fighting spam and scams on the Internet
"419" Scam – Advance Fee / Fake Lottery Scam
The so-called "419" scam is a type of fraud dominated by criminals from Nigeria and other countries in Africa. Victims of the scam are promised a large amount of money, such as a lottery prize, inheritance, money sitting in some bank account, etc.
Victims never receive this non-existent fortune but are tricked into sending their money to the criminals, who remain anonymous. They hide their real identity and location by using fake names and fake postal addresses as well as communicating via anonymous free email accounts and mobile phones.
Keep in mind that scammers DO NOT use their real names when defrauding people.
The criminals either abuse names of real people or companies or invent names or addresses.
Any real people or companies mentioned below have NO CONNECTION to the scammers!
Read more about such scams here or in our 419 FAQ. Use the Scam-O-Matic to verify suspect emails.
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Some comments by the Scam-O-Matic about the following email:
- This email uses a separate reply address that is different from the sender address. Spammers use this to get replies even when the original spam sending accounts have been shut down. Also, sometimes the sender addresses are legitimate looking but fake and only the reply address is actually an email account controlled by the scammers.
- The following phrases in this message should put you on alert:
- "million united states dollars" (they want you to be blinded by the prospect of quick money, but the only money that ever changes hands in 419 scams is from you to the criminals)
- "you will be entitled to 30%" (they want you to be blinded by the prospect of quick money, but the only money that ever changes hands in 419 scams is from you to the criminals)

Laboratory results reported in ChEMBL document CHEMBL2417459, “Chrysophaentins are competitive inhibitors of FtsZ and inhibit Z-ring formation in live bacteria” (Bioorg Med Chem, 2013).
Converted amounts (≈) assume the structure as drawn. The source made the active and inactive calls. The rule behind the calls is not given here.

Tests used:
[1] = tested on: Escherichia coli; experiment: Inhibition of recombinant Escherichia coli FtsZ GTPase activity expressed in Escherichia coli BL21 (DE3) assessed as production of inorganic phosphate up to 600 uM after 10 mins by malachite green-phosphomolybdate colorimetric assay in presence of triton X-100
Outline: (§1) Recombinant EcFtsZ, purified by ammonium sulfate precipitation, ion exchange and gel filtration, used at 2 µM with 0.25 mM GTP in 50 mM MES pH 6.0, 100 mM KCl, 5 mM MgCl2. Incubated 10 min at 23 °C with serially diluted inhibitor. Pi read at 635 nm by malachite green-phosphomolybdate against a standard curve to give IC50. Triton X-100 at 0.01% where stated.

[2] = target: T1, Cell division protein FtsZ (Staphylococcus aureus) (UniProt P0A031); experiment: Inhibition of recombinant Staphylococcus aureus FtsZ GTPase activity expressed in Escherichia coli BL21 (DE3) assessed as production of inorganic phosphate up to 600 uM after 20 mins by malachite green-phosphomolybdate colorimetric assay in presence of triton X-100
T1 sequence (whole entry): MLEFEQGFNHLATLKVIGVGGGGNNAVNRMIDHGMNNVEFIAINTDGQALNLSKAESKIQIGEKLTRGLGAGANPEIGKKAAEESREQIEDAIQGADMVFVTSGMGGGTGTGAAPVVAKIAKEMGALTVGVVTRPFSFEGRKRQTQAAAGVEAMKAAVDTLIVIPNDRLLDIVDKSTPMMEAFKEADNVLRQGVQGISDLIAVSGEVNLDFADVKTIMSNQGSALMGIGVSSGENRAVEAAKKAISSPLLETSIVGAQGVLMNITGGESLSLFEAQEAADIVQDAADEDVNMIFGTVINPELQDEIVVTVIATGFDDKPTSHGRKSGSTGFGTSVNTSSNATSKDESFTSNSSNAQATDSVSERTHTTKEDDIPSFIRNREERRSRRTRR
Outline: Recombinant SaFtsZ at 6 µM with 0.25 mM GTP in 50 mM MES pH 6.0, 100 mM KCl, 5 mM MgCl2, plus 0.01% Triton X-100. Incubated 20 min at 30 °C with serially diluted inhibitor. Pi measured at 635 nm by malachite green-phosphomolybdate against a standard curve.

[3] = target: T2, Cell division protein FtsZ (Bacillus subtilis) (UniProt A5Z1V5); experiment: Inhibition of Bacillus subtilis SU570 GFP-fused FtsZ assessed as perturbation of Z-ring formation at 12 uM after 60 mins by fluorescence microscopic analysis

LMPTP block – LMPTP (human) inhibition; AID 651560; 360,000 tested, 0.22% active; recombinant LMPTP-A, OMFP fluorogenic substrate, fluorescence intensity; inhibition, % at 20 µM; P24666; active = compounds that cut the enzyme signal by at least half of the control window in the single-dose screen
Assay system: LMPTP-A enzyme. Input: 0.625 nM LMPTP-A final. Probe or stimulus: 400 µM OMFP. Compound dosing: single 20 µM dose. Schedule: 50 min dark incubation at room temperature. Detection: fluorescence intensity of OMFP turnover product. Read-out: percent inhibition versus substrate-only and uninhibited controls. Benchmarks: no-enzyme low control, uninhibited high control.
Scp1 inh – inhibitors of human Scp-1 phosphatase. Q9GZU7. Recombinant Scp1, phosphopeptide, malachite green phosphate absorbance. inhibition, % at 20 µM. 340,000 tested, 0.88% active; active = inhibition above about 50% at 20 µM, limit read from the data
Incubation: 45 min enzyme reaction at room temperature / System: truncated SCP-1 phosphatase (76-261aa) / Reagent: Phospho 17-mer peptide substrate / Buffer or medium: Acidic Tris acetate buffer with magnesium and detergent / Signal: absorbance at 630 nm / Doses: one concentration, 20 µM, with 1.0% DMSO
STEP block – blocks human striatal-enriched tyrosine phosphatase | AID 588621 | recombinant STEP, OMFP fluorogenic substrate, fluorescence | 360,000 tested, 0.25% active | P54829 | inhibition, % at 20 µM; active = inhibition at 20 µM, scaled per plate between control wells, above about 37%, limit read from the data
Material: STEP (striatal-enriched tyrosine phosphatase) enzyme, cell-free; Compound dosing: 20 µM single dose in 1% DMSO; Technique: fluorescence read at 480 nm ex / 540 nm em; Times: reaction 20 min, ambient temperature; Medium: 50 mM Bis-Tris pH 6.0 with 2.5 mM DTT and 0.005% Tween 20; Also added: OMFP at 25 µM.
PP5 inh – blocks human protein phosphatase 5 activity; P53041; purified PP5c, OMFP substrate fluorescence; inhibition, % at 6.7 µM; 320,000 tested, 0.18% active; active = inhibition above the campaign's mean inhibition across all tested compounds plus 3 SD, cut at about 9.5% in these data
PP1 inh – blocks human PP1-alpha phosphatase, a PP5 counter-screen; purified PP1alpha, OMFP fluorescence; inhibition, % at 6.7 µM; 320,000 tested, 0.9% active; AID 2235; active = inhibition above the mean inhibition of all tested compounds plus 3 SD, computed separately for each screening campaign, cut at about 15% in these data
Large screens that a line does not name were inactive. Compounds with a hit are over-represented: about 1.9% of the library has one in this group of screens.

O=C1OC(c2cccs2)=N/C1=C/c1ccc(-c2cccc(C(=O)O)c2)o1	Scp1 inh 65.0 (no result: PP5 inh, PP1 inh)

- "chambers" (Barristers (lawyers) mentioned in 419 scams are always fake.)
- "offshore account" (Banks mentioned in 419 scams are always fake (real banks don't communicate using mobile phones or free webmail addresses))
- This email message is a 419 scam. Please see our 419 FAQ for more details on such scams.
Fraud email example:
From: "Josefina N Tan" <firstname.lastname@example.org>
Date: Sat, 16 Apr 2016 23:37:00 +0530
Subject: Buisness Proposal
I am Josefina N Tan, I did made contact with you using the directory of
the international chambers of commerce which all banks uses to sort for
international clients,There is a development at the bank where I have
worked for at first when it was Equitable PCI and after it merged with
Banco De Oro in 2007, I remained working there till date ;the purpose I
have contacted you about a business offer i want to bring to you, on this
strength and with the hope that we will go into business,it is valued at
the sum of 10.2million USD of which you will be entitled to 30% of the
total money which is approx. $3.6million united states dollars after
completion; please note this is a risk free business which will follow
through all international laws of banking.there will be no cost from your
side than you providing an international offshore account in your name to
receive the money for both of us, I will be delighted to hear from you as
soon as you read this as it is urgent and limited.